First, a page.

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20-Year-Long Case Fighting Dark Money in Politics Awarded Public Justice’s 2019 Trial Lawyer of the Year Award

20-Year-Long Case Fighting Dark Money in Politics Awarded Public Justice’s 2019 Trial Lawyer of the Year Award

Public Justice’s 2019 Trial Lawyer of the Year award was awarded to the legal team who represented a class action beginning almost twenty years ago, earning a settlement for consumers and shedding light on corruption in politics. The award was presented on the evening of Monday, July 29 at Public Justice’s Annual Gala & Awards Dinner at the USS Midway in San Diego, California.

The other finalists for the award were Ecoogical Rights Foundation v. Pacific Gas & Electric, Englund v. World Pawn Exchange, Gloria G. v. City School District of the City of Mount Vernon and In re Swine Farm Litigation. Read about the accomplishments of those finalist teams here. Information about previous TLOY winners is available here.

In 1999, the law firm of Lieff Cabraser, along with co-counsel, filed a nationwide class action in Illinois state court accusing State Farm of using lower-quality automotive parts from non-brand manufacturers to repair the vehicles of about 4.7 million policyholders. In 1999, the legal team won a $1.2 billion verdict against the insurance company, which was largely affirmed by the intermediate appeals court before State Farm asked the Illinois Supreme Court to revisit the decision. While the company’s case was being reviewed by the state supreme court, plaintiffs began to suspect that State Farm was providing significant funding to the successful 2004 state supreme court campaign of Judge Lloyd Karmeier. In wake of those concerns, the team filed a motion requesting that Karmeier recuse himself from the case. In opposing that motion, State Farm argued that it had not contributed money, directly or indirectly, to the judge’s campaign. Justice Karmeier ultimately refused to recuse himself, and, by his own account, “broke the deadlock” when he voted to overturn the billion-dollar verdict in its entirety, at which point the case appeared to be over.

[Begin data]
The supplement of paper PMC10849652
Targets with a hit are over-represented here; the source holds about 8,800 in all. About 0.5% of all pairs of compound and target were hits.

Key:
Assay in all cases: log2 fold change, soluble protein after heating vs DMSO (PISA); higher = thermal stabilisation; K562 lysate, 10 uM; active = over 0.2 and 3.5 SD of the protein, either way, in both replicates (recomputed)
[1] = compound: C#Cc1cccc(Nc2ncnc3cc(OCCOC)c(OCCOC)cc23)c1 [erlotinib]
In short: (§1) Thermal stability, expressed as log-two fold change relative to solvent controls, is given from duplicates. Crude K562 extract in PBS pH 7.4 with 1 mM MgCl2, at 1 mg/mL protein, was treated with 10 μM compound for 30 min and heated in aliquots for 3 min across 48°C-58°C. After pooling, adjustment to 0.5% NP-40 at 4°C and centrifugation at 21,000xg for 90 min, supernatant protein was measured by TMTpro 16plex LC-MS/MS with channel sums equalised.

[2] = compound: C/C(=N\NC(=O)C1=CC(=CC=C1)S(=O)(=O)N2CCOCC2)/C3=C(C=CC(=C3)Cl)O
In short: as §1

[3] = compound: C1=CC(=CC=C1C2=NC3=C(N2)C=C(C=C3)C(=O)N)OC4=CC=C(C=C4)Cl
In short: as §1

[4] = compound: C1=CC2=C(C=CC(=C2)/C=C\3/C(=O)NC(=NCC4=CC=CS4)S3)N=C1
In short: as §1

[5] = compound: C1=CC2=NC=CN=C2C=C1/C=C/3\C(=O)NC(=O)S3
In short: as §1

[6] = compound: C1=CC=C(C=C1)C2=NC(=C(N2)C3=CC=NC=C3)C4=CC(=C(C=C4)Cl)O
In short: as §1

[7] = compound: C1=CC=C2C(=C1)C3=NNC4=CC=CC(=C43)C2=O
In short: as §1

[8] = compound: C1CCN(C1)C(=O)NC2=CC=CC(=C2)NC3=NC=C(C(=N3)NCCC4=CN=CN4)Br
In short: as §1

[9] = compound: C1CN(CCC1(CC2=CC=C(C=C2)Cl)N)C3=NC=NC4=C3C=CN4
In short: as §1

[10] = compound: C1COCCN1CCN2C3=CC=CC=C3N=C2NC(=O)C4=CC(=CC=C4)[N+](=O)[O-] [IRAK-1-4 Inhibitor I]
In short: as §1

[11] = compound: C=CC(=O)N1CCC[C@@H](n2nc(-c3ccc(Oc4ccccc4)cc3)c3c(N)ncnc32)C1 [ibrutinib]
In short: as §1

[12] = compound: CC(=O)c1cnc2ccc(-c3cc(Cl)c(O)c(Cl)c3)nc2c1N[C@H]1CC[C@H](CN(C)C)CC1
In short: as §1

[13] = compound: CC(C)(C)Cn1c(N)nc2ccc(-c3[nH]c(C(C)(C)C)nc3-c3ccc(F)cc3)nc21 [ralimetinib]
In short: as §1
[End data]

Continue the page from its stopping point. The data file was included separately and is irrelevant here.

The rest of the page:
Then in 2009, the United States Supreme Court decided Caperton v. A.T. Massey Coal Co., in which the Court found that in a similar case, a company’s contributions to a judge’s campaign – and the judge’s refusal to recuse himself – violated the plaintiffs’ due process rights. Relying on Caperton, the original Hale team proceeded to investigate further, and filed a motion to withdraw the original mandate in the Illinois Supreme Court, citing new evidence. The court refused to do so, relying on State Farm’s renewed insistence that it had not made any contributions to Karmeier’s campaign.

The legal team remained convinced, however, that State Farm was lying and that, as their investigation revealed, the company had funneled millions of dollars to the Karmeier campaign through intermediaries like the U.S. Chamber of Commerce, the Illinois Chamber of Commerce, and the Illinois Republican Party. In 2012, counsel filed a new action alleging that State Farm had engaged in a RICO conspiracy. The action described the company’s furtive scheme to seat a sympathetic justice and alleged that State Farm had engaged in mail fraud (a predicate of the RICO conspiracy) when it denied in pleadings that it had not funded the Karmeier campaign.

The resulting case was incredibly hard fought, with State Farm arguing repeatedly that the plaintiffs could not prove that the company had funneled money to the Karmeier campaign. State Farm further alleged that there was no RICO causation because the Illinois Supreme Court ruled unanimously on certain issues in the original case, and that the plaintiffs’ case was barred by the statute of limitations. Despite State Farm’s arguments, the legal team survived motions to dismiss, certified a nationwide class, defeated multiple summary judgment motions, overcame three separate appeals to the Seventh Circuit, and secured significant pre-trial in limine victories. In all, the parties briefed more than 100 contested motions, deposed 68 witnesses (including Chief Justice Karmeier), and prepared for what was to be a six-week trial.

Just days after the trial began – and mere hours before Justice Karmeier was scheduled to testify – the parties reached a $250 million non-reversionary settlement. Rather than risk trial and wait years through the inevitable (and also risky) appeals process, the settlement delivered immediate and significant relief to class members who had been waiting more than 20 years. And, notably, it employed a state-of-the-art distribution process that will ultimately pay nearly 1.5 million class members automatically, without the need to submit a claim form. In addition to the compensation for policyholders, the Hale team was also able to shine a spotlight on, and gain critical attention for, the problem of dark money in judicial elections.

Team: Robert Clifford and Kristofer Riddle, Clifford Law Firm, Chicago, Ill.; Elizabeth Cabraser, Robert Nelson, and Kevin Budner, Lieff Cabraser Heimann & Bernstein LLP, San Francisco, Calif.; Steve Blonder and Jonathan Loew, Much Shelist, Chicago, Ill.; Tom Thrash, Thrash Law Firm, Little Rock, Ark; Gordon Ball, Ball Law Firm, Knoxville, Tenn.; Don Barrett and Richard Barrett, Barrett Law Group, Lexington, Mich.; Patrick Pendley, Pendley Baudin & Coffin, LLP, Plaquemine, La.; Erwin Chemerinsky, Berkeley Law School, Berkeley, Calif.; George Bellas, Bellas & Wachowski, Chicago, Ill.; Brent W. Landau, Hausfeld LLP, Philadelphia, Pa.